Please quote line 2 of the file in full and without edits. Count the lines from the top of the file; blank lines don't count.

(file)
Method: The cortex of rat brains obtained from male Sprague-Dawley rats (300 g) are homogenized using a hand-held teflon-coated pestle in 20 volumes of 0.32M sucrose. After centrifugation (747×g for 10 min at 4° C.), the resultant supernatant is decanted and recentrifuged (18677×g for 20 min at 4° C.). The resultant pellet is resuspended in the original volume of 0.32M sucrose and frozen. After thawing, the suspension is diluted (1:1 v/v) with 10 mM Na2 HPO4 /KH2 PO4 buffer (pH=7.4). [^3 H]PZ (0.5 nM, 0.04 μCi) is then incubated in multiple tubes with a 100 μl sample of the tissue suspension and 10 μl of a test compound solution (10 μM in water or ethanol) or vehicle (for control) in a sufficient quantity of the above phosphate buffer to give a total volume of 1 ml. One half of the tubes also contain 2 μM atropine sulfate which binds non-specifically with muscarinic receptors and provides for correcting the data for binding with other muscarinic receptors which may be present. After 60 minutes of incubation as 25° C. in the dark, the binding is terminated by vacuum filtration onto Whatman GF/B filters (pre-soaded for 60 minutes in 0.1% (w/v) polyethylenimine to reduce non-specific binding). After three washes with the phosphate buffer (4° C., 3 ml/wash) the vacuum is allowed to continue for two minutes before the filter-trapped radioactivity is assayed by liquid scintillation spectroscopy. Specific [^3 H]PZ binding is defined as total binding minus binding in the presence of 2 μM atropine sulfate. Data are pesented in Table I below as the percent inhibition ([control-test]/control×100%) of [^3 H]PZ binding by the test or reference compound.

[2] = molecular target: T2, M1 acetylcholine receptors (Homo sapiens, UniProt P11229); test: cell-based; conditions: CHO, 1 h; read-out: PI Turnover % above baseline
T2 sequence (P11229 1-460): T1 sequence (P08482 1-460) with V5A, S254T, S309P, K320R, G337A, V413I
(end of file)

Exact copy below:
[2] = molecular target: T2, M1 acetylcholine receptors (Homo sapiens, UniProt P11229); test: cell-based; conditions: CHO, 1 h; read-out: PI Turnover % above baseline